He stripped off his high-vis coat and plunged an arm into the water to turn off the water at the mains.  A few moments later, his hand emerged, clutching the broken stop cock.

"Ah,"  he said.  "That's not supposed to happen."

We agreed that it was unfortunate, standing out in the rain as he tried to massage life back into his arm.  Apparently our cold water is really, really cold.

He sucked his teeth.  I hopped from foot to foot anxiously. Water continued to cascade across the patio into the lawn, making an impromptu bog garden feature.

"Well, the guys are on their way," he told me.  "I'll wait in the van till they arrive."  Off he went.

Some time later, two chaps arrived with a lot of digging equipment, and a small pump.  Things got noisy.  A large hole was dug.  More water was pumped out of the hole and across the garden.  The dog was beside herself with excitement, so I only took her out into the garden when she had her lead on, as I didn't want her to run into the way of the workmen, or, more worryingly, run out of the garden if the gate had been left open.

After a couple of hours, the workmen showed me the water pipe they had extricated.  It looked like a long cylindrical colander, peppered with small holes, one huge hole at the end.   Apparently it must have been leaking for years, which explains why the patio is in such a terrible state at that end of the house.  The good news was that the pipe can be replaced. The bad news is that there's more pipe, probably in a similar terrible state, running up into the house, and anything inside the house is our responsibility, not that of the Wessex Water people.


Another prolonged period of drilling, pumping and stop-cock jiggery-pokery** followed, and the workmen told me that the water "ought to be working ok" now.

Nope.  They then tried to rejig the water softener that lives under the kitchen sink in case that was the problem.  Nope.  They sucked their teeth and hummed and hawed.  One of them said "This looks like a pretty new kitchen.  I don't suppose you'll want to have all these cabinets cut out, do you?"

No I fucking won't.

The long afternoon wore on, the rain continued to piss down relentlessly, and I was still without running water.  The workmen rigged up a sort of interim system involving long plastic tubes which at least allowed me to use all the taps in the house, and left, having called the Wessex Water plumber to come and "sort it out for you."

I took the dog for a walk, despite the monsoon that West Wiltshire was currently enjoying.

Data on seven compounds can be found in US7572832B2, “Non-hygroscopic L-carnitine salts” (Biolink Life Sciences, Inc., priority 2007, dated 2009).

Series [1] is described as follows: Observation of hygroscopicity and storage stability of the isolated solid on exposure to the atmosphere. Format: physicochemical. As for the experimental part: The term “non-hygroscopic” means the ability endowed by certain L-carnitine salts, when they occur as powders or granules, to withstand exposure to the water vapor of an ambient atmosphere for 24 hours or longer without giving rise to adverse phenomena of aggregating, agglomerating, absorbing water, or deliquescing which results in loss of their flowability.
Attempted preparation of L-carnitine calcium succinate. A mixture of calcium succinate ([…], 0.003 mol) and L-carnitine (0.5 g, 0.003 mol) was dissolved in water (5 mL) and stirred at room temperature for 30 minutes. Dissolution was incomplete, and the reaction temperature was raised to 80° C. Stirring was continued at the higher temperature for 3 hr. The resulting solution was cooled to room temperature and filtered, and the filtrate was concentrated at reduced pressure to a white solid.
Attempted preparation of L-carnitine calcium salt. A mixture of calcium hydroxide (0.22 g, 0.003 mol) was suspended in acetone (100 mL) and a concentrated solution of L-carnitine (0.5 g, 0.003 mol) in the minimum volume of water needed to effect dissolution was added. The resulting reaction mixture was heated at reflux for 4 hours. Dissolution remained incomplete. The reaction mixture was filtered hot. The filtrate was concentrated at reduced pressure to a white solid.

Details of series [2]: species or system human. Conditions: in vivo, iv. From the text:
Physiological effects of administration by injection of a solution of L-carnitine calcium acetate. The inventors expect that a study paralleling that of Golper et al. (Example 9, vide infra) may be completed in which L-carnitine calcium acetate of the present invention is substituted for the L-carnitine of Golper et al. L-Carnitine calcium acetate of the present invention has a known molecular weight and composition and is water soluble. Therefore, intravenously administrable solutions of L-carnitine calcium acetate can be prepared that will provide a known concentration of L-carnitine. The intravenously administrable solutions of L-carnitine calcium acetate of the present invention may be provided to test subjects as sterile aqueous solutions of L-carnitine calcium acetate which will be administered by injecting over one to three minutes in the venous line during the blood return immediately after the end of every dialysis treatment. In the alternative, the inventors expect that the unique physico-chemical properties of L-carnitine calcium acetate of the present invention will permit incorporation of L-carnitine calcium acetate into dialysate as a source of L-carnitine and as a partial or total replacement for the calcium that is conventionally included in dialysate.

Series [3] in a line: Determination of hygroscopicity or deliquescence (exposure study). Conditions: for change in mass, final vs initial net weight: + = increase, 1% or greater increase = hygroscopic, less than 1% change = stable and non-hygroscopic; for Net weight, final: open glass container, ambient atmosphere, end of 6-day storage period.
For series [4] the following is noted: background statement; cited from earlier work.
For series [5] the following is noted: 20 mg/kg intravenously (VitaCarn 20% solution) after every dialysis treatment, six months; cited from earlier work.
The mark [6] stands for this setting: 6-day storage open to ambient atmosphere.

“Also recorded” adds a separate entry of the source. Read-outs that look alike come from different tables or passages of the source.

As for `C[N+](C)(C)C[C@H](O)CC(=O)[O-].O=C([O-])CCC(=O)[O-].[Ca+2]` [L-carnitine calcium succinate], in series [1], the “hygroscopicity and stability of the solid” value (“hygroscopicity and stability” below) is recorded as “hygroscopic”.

On our return, the plumber rang and said he'd be there in 15 minutes.  Sure enough, he arrived as promised, and I explained the situation to him.  He looked at the water softener, then at me.  

"I'm really not sure why they called me in, to be honest," he said.  "I don't think the water softener is the problem here."  I agreed, but for the look of the thing we went through a complex rigmarole of turning taps on and off as he fiddled with various stop-cocks under the sink.  After a few minutes of this, we agreed that the water softener was indeed functioning fine, and the real issue was the perforated water pipes under the house.

So, that's how things have been left.  The workmen promised that they'd be back today to finish up, but so far there's no sign of them.  My back garden is still a tangled mess of bright blue pipework, bags of cement, heaps of spoil, and of course all the crap we took out of the garage and stacked on the patio till we could find a home for it.

And of course, it's still pissing down.

In other news, the dog is brilliant.

*Sorry. It's hard to talk about this without using many, many double entendres.
**Told you.

Monday, 9 July 2012


"sti makes bumble bee drone independent of engine"


Blog search criteria.


Saturday, 7 July 2012

Good, Dawg

Hello.  Hello hello hello.  Sorry.  I know.  Been a while.  I have no excuses to offer other than the usual "I was far too easily distracted to focus on writing a blog post" which I know is lame and weak and terrible.

Anyway. We're all here now.

In a nutshell:

1)  Job news.  I had a job interview a while ago, following an unexpected email.  I thought the interview went well, and they told me at the end of it that I could expect to hear back from them in a "few days."  Almost two weeks went by, then I finally got the long-awaited email.  In it, they told me that they had decided to go with Agency staff rather than taking on someone for the short term.  Fair enough, but what annoyed me was their statement that their Agency staff had started work "this Monday."  I got the email on the Thursday. So, they must have known they were going to hire Agency staff at the end of the previous week, and could have emailed me a week before they did.  Which would have saved me a week of anxious (borderline obsessive) email-checking.


However, on a more positive note, I have actually got myself a different job. It's part-time, only a few hours a week, but it is within walking distance, doing something I like.  I shall be a supper cook at a large residential care home, which is something I have become quite interested in since poor old Father-in-Law WithaY went to live in a nursing home.  It makes such a huge difference to his day when his food is prepared just how he likes it.  I like to think I could make that sort of positive contribution to peoples' days too.

I'm waiting for them to get the relevant references and security clearances sorted out, and then hopefully I can start work shortly.  The best thing is that it will allow me to get on with other catering work-related stuff during the day, AND do social stuff in the evening, as the hours are so handy.